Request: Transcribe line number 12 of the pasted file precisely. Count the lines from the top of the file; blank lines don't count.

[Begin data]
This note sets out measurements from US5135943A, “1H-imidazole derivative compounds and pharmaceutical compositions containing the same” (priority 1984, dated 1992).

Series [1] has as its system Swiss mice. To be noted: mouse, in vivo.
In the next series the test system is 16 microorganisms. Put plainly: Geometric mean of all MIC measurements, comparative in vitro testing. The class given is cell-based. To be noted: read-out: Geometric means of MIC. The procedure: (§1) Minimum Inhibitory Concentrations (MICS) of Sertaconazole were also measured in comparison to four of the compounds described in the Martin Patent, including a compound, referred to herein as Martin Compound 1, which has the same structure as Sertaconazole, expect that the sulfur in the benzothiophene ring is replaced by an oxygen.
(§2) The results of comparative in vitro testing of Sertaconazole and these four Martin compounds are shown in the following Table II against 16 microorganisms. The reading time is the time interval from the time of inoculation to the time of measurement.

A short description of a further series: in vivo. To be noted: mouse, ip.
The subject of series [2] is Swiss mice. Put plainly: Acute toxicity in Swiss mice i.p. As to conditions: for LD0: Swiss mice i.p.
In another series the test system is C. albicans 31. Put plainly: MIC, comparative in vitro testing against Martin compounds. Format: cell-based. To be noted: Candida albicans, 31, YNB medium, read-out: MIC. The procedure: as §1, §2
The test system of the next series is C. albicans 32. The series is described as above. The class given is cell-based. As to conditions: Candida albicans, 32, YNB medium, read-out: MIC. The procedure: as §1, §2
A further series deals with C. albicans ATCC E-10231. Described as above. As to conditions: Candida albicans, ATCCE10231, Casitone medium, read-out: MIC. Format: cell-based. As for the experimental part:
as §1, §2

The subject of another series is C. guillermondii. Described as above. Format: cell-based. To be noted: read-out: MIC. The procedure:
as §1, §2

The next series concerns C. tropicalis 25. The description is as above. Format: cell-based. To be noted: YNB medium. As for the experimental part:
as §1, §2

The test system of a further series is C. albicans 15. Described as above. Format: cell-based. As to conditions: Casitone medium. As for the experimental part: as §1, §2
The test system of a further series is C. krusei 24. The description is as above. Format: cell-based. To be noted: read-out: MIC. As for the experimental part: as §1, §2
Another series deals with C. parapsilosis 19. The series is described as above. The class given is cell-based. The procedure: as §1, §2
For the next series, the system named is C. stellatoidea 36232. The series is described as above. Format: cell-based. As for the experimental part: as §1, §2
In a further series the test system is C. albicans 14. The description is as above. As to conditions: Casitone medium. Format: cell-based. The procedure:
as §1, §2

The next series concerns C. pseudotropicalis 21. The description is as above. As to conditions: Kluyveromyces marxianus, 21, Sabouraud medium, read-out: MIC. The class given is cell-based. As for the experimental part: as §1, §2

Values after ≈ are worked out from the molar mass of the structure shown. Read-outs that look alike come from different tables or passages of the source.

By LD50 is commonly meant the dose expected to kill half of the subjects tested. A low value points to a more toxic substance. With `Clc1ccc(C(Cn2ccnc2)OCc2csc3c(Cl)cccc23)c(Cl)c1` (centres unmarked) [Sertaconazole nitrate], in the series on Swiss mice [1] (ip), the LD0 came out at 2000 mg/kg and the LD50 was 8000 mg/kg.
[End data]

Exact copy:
as §1, §2